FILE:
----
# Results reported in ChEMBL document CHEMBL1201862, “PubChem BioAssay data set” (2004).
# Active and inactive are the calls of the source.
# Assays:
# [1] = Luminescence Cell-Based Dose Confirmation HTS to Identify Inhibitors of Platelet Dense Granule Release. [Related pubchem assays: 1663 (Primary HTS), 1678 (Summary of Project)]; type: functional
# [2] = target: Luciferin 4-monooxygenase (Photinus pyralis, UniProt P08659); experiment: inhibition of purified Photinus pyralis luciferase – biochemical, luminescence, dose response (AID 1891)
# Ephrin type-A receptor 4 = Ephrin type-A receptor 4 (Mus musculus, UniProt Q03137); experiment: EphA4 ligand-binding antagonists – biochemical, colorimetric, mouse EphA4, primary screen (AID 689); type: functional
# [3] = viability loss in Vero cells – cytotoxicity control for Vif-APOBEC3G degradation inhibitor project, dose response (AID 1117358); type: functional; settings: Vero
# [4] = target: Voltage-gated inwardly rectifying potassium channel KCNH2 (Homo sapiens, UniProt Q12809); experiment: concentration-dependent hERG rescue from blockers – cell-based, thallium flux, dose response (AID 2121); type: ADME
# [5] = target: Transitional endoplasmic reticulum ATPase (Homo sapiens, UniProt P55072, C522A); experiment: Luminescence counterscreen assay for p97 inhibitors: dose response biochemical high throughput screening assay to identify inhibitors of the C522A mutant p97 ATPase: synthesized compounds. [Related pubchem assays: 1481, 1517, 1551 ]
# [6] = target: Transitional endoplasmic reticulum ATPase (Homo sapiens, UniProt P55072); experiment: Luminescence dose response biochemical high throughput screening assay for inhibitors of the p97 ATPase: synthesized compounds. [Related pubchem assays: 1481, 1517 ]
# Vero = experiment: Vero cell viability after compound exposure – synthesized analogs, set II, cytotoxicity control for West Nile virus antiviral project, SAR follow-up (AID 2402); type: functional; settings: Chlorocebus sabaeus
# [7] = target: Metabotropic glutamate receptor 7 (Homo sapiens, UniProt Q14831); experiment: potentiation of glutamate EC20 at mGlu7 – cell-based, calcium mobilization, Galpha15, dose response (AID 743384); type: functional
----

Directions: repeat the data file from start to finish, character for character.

# Results reported in ChEMBL document CHEMBL1201862, “PubChem BioAssay data set” (2004).
# Active and inactive are the calls of the source.
# Assays:
# [1] = Luminescence Cell-Based Dose Confirmation HTS to Identify Inhibitors of Platelet Dense Granule Release. [Related pubchem assays: 1663 (Primary HTS), 1678 (Summary of Project)]; type: functional
# [2] = target: Luciferin 4-monooxygenase (Photinus pyralis, UniProt P08659); experiment: inhibition of purified Photinus pyralis luciferase – biochemical, luminescence, dose response (AID 1891)
# Ephrin type-A receptor 4 = Ephrin type-A receptor 4 (Mus musculus, UniProt Q03137); experiment: EphA4 ligand-binding antagonists – biochemical, colorimetric, mouse EphA4, primary screen (AID 689); type: functional
# [3] = viability loss in Vero cells – cytotoxicity control for Vif-APOBEC3G degradation inhibitor project, dose response (AID 1117358); type: functional; settings: Vero
# [4] = target: Voltage-gated inwardly rectifying potassium channel KCNH2 (Homo sapiens, UniProt Q12809); experiment: concentration-dependent hERG rescue from blockers – cell-based, thallium flux, dose response (AID 2121); type: ADME
# [5] = target: Transitional endoplasmic reticulum ATPase (Homo sapiens, UniProt P55072, C522A); experiment: Luminescence counterscreen assay for p97 inhibitors: dose response biochemical high throughput screening assay to identify inhibitors of the C522A mutant p97 ATPase: synthesized compounds. [Related pubchem assays: 1481, 1517, 1551 ]
# [6] = target: Transitional endoplasmic reticulum ATPase (Homo sapiens, UniProt P55072); experiment: Luminescence dose response biochemical high throughput screening assay for inhibitors of the p97 ATPase: synthesized compounds. [Related pubchem assays: 1481, 1517 ]
# Vero = experiment: Vero cell viability after compound exposure – synthesized analogs, set II, cytotoxicity control for West Nile virus antiviral project, SAR follow-up (AID 2402); type: functional; settings: Chlorocebus sabaeus
# [7] = target: Metabotropic glutamate receptor 7 (Homo sapiens, UniProt Q14831); experiment: potentiation of glutamate EC20 at mGlu7 – cell-based, calcium mobilization, Galpha15, dose response (AID 743384); type: functional